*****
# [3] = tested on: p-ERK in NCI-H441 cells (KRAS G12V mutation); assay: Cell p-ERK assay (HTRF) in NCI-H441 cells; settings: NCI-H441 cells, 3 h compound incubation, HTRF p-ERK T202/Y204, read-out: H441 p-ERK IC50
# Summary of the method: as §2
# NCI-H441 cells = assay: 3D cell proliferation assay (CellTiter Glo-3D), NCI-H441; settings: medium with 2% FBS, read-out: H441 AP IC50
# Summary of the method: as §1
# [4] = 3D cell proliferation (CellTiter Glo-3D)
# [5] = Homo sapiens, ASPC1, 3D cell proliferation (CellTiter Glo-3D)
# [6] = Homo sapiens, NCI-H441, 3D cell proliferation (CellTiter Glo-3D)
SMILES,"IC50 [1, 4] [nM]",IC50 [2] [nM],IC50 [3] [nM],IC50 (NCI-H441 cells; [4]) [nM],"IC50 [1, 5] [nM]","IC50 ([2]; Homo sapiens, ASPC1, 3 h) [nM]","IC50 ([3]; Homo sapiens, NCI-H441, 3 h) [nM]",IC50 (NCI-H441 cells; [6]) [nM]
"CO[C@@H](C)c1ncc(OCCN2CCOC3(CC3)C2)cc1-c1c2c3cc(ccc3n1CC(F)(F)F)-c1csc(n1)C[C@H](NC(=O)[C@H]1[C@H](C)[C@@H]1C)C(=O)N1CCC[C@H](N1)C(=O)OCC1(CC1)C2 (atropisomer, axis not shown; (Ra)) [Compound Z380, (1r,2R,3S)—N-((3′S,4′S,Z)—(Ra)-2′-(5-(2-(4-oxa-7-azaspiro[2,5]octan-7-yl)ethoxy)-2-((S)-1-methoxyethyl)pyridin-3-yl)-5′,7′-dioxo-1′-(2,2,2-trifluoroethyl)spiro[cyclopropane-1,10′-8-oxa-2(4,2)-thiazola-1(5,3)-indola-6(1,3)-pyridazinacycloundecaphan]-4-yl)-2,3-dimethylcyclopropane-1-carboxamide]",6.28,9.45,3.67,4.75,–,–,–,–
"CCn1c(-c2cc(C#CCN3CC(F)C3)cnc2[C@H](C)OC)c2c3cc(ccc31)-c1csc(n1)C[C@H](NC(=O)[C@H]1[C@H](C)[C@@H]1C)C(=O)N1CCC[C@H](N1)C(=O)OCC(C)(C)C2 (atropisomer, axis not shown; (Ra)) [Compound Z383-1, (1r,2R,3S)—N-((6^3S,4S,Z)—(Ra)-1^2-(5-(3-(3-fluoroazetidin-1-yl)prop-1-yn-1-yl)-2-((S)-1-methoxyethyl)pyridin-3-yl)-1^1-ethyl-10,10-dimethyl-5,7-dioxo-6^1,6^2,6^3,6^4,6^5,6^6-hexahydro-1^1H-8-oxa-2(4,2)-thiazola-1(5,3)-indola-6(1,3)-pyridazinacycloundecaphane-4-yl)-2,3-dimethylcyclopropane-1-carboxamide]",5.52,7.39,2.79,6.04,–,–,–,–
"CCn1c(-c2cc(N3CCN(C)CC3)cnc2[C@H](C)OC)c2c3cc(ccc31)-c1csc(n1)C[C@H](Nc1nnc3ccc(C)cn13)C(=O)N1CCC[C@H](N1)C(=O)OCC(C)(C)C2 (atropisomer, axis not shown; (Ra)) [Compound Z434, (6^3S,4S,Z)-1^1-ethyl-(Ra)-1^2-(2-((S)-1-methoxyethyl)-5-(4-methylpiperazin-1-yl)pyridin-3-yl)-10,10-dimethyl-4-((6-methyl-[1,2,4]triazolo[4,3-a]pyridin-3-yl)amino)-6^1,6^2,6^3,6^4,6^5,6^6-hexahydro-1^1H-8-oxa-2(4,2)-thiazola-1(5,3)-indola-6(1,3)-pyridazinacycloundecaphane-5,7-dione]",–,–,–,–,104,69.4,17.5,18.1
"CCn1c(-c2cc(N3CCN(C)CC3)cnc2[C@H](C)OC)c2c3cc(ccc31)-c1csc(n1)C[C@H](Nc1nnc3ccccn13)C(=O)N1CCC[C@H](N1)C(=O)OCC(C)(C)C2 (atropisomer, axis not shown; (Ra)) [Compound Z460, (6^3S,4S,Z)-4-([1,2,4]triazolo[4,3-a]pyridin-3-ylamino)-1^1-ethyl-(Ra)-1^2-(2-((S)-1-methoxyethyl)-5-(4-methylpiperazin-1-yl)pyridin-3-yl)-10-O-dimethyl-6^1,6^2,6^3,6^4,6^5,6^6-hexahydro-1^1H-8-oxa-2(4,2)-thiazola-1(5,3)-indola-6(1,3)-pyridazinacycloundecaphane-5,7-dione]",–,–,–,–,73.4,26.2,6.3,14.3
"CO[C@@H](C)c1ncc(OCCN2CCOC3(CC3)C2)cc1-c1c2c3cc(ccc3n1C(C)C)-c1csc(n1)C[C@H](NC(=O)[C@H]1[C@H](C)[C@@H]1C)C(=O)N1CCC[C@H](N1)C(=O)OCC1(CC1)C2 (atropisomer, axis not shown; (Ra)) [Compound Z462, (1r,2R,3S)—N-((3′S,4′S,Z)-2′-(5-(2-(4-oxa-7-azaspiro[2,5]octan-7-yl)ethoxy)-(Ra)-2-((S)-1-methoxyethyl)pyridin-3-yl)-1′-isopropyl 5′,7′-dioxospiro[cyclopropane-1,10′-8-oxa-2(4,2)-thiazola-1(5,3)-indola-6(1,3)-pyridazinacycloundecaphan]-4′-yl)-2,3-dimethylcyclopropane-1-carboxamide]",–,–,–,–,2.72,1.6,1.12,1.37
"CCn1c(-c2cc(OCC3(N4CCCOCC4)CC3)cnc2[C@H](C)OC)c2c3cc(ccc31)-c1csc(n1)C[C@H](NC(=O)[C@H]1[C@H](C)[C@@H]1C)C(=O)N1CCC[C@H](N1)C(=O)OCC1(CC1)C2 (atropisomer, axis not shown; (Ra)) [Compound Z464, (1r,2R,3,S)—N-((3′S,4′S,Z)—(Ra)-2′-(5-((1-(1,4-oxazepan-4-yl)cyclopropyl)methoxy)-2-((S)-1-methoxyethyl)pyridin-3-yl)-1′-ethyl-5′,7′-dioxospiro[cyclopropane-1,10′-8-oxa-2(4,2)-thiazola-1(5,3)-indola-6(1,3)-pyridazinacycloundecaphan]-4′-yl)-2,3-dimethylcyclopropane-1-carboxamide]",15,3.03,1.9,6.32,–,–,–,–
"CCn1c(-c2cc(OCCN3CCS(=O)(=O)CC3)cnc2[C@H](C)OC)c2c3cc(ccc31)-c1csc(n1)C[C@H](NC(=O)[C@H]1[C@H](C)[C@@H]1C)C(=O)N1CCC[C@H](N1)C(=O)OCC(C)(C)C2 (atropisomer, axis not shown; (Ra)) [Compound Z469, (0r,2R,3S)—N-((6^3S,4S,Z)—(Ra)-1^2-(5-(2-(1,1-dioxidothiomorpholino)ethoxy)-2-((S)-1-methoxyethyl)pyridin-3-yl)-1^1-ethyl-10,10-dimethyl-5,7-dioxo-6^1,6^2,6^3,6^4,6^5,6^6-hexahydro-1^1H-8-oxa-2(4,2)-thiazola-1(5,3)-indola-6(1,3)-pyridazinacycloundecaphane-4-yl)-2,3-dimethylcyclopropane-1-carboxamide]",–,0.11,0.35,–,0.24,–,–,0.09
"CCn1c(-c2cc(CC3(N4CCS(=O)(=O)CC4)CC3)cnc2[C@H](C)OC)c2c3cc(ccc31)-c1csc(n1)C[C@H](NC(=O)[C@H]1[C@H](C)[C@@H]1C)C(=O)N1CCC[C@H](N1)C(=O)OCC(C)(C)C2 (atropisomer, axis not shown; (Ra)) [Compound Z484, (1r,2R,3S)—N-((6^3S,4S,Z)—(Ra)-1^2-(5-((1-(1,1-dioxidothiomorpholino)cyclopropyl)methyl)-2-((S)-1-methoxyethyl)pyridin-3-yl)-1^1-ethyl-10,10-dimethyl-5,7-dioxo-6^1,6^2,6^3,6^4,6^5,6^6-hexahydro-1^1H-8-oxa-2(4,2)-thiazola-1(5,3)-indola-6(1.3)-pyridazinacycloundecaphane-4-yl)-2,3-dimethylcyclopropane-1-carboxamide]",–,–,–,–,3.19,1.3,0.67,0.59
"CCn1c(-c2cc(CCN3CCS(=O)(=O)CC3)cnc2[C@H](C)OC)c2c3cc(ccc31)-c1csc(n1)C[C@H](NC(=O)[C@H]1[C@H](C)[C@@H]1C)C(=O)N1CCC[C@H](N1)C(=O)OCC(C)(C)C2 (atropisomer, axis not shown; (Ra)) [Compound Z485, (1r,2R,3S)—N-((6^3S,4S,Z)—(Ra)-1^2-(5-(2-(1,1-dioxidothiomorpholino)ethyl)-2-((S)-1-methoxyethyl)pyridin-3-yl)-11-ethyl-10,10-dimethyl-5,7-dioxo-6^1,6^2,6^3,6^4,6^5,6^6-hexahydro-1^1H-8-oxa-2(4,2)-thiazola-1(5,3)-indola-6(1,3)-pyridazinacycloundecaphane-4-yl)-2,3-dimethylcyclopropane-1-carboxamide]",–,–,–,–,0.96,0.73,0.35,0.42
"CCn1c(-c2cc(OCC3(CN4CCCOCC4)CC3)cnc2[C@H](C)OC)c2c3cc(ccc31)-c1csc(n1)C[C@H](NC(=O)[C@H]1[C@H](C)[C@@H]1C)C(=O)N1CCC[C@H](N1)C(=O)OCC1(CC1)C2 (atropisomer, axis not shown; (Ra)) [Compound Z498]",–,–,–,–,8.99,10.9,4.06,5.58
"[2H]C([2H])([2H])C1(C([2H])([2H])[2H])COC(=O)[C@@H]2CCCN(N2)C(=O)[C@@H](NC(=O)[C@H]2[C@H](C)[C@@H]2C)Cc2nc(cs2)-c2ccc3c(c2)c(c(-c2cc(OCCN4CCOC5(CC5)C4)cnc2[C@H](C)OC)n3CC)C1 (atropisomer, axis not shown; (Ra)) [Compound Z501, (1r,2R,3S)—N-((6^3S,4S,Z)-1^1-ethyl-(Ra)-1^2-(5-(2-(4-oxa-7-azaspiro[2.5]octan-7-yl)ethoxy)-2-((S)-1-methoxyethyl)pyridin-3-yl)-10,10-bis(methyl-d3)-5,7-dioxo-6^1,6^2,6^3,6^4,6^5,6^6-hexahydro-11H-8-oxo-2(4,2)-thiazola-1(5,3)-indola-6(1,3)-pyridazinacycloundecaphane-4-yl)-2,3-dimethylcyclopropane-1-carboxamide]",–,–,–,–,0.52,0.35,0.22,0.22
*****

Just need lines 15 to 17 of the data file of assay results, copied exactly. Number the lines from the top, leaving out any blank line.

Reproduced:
"CCn1c(-c2cc(OCCN3CCS(=O)(=O)CC3)cnc2[C@H](C)OC)c2c3cc(ccc31)-c1csc(n1)C[C@H](NC(=O)[C@H]1[C@H](C)[C@@H]1C)C(=O)N1CCC[C@H](N1)C(=O)OCC(C)(C)C2 (atropisomer, axis not shown; (Ra)) [Compound Z469, (0r,2R,3S)—N-((6^3S,4S,Z)—(Ra)-1^2-(5-(2-(1,1-dioxidothiomorpholino)ethoxy)-2-((S)-1-methoxyethyl)pyridin-3-yl)-1^1-ethyl-10,10-dimethyl-5,7-dioxo-6^1,6^2,6^3,6^4,6^5,6^6-hexahydro-1^1H-8-oxa-2(4,2)-thiazola-1(5,3)-indola-6(1,3)-pyridazinacycloundecaphane-4-yl)-2,3-dimethylcyclopropane-1-carboxamide]",–,0.11,0.35,–,0.24,–,–,0.09
"CCn1c(-c2cc(CC3(N4CCS(=O)(=O)CC4)CC3)cnc2[C@H](C)OC)c2c3cc(ccc31)-c1csc(n1)C[C@H](NC(=O)[C@H]1[C@H](C)[C@@H]1C)C(=O)N1CCC[C@H](N1)C(=O)OCC(C)(C)C2 (atropisomer, axis not shown; (Ra)) [Compound Z484, (1r,2R,3S)—N-((6^3S,4S,Z)—(Ra)-1^2-(5-((1-(1,1-dioxidothiomorpholino)cyclopropyl)methyl)-2-((S)-1-methoxyethyl)pyridin-3-yl)-1^1-ethyl-10,10-dimethyl-5,7-dioxo-6^1,6^2,6^3,6^4,6^5,6^6-hexahydro-1^1H-8-oxa-2(4,2)-thiazola-1(5,3)-indola-6(1.3)-pyridazinacycloundecaphane-4-yl)-2,3-dimethylcyclopropane-1-carboxamide]",–,–,–,–,3.19,1.3,0.67,0.59
"CCn1c(-c2cc(CCN3CCS(=O)(=O)CC3)cnc2[C@H](C)OC)c2c3cc(ccc31)-c1csc(n1)C[C@H](NC(=O)[C@H]1[C@H](C)[C@@H]1C)C(=O)N1CCC[C@H](N1)C(=O)OCC(C)(C)C2 (atropisomer, axis not shown; (Ra)) [Compound Z485, (1r,2R,3S)—N-((6^3S,4S,Z)—(Ra)-1^2-(5-(2-(1,1-dioxidothiomorpholino)ethyl)-2-((S)-1-methoxyethyl)pyridin-3-yl)-11-ethyl-10,10-dimethyl-5,7-dioxo-6^1,6^2,6^3,6^4,6^5,6^6-hexahydro-1^1H-8-oxa-2(4,2)-thiazola-1(5,3)-indola-6(1,3)-pyridazinacycloundecaphane-4-yl)-2,3-dimethylcyclopropane-1-carboxamide]",–,–,–,–,0.96,0.73,0.35,0.42